Driving west into the Tibetan heart of Sichuan – Garze and Kangding

October 4th, 2020



It’s a very interesting experience to drive from Chengdu halfway across the province to reach Sichuan’s Tibetan roots in the west. Starting in an urban metropolis most of the route goes merely along highways and speedways. If you pay attention, you may notice the ever so slight climb in altitude, but truth be told the first few hours simply fly by without much to see. It is in fact the perfect opportunity to immerse yourself in an audio book during the steady drive higher up the Tibetan plateau. While we listened to Bob’s adventures in the multiverse, the air got thinner and thinner, the sky appeared to be increasingly farther away, as if going up that mountain somehow magically pushed the skies farther back into the universe.

There are only a few roads that cars can take into this direction with the main national road forming a loop north and south from Chengdu to Kangding. We took the southern line into the backcountry both on the way to and from the Tagong grasslands and never got to see the northern route. Yet even taking the same road both times it didn’t feel like seeing the same landscape again. It’s like walking somewhere you have never been before and turning around every once in a while – it never looks the same as in the direction you are going.

At the intersection where national road G318 splits and shares a few kilometers of road with highway G248 going west we checked into the Tanggute hotel and set up camp for the night. Since we were leaving for our three day hike across the Tagong grasslands the next day, we repacked our backpacks and suitcases to prepare for the upcoming horseback ride, tent stay and day-long hikes. Most of our luggage would be stored in our car trunk while the outdoor essentials and warm hiking gear would come with us. Satisfied that we were good to go the next day we went across the street to have a hotpot dinner.

These towns are really not much to look at and most of the people apparat to either be passing through or working in the hotel/restaurant business or building new houses. Driving into the small town there were also locals waiting by the side of the street offering rooms in their homes for the night which I would have preferred. But since I wanted to make sure that we actually had a place to stay that night and not have to sleep in the car I didn’t want to take the chance and be stranded in the middle of nowhere. We apparently had booked a room in one of the larger establishments sitting right at the corner of the intersection. They had loud music blasting from tall speakers near a small stage on their parking lot, an attempt to attract visitors keen to sing karaoke before going to bed. We only had food and maybe a glass of cold beer on our mind so the checked Dianping and found a restaurant with good recommendations right across the street from our hotel.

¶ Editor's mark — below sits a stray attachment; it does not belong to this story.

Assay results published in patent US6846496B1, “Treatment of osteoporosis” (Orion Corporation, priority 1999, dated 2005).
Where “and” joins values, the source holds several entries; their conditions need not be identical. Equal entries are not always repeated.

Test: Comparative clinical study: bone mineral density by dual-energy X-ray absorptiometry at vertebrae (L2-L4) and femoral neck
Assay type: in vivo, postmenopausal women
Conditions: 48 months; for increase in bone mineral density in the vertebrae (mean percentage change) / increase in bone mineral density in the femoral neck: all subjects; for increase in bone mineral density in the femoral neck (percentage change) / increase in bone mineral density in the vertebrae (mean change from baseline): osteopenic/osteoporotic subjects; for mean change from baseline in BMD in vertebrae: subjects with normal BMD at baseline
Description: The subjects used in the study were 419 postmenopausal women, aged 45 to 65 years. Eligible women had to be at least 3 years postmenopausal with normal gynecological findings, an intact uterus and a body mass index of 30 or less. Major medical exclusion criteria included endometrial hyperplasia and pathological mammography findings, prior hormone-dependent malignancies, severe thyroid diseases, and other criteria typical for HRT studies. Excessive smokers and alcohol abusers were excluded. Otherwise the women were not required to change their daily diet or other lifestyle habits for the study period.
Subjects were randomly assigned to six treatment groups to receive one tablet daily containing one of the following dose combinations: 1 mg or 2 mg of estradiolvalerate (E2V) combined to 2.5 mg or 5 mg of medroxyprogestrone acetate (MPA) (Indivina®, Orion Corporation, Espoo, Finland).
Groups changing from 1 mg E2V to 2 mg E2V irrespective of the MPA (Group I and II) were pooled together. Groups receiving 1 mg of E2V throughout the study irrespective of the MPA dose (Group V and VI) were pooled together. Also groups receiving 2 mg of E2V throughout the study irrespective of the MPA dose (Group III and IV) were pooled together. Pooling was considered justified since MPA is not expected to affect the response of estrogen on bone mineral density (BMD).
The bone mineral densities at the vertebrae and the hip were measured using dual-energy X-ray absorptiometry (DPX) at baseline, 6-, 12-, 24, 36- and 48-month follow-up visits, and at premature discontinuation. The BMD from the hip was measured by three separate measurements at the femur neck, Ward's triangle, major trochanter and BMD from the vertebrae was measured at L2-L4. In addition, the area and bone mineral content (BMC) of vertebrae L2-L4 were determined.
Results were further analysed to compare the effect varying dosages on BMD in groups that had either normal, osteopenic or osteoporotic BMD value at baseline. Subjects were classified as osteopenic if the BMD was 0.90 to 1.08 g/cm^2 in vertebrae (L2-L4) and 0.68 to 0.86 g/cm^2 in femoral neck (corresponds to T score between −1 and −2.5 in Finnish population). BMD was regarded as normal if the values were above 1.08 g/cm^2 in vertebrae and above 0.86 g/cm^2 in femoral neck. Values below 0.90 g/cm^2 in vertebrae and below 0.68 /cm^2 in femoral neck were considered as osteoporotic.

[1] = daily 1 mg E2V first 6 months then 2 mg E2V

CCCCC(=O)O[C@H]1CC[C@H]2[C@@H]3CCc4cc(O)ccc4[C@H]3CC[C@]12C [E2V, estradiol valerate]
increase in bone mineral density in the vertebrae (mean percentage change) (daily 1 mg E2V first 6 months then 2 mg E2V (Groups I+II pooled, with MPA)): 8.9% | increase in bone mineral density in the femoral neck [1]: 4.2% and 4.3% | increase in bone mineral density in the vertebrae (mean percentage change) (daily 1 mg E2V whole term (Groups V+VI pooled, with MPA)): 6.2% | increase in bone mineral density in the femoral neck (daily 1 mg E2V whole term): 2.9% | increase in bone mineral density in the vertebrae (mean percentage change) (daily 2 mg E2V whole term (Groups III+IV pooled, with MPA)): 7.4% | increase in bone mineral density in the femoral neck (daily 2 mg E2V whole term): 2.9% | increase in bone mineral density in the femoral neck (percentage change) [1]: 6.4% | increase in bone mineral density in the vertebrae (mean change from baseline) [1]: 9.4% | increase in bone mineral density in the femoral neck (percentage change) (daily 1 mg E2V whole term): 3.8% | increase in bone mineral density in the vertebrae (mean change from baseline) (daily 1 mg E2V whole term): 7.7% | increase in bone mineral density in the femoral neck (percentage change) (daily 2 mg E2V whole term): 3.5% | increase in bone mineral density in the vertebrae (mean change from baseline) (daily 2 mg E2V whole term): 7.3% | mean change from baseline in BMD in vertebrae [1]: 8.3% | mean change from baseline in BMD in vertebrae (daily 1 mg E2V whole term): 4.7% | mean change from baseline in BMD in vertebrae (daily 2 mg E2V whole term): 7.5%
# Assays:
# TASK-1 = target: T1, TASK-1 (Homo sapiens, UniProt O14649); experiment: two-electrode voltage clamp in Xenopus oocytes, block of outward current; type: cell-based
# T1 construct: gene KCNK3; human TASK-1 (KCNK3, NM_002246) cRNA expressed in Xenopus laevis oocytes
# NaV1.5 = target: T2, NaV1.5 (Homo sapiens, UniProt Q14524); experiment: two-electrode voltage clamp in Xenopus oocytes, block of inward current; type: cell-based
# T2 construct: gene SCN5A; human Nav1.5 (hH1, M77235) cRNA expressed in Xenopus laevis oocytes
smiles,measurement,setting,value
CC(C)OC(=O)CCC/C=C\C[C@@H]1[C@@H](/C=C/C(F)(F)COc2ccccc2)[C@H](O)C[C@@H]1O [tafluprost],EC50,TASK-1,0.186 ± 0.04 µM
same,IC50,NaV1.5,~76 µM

Hotpot soup boiled on a gas stove in the center of the table.

For a really long time I wasn’t a big fan of hotpot and found the broth either completely bleak or way too spicy. That night it was a quite pleasant version of the dish, with dried mushrooms, dates and goji berries stewing in the soup. I was still recovering from a bad cold I had caught only days before departing to Sichuan, and eating the soup and veggies felt very soothing to my throat. They also sold home made fruit liquor by the glass and while we definitely didn’t plan on getting drunk, the hot soup in combination with the drink and the thunderstorm that was raging outside did wonders to make us relaxed before heading home and hitting the sack early. The next day we would be leaving for the Tagong grasslands and start our three day hike across the plains.

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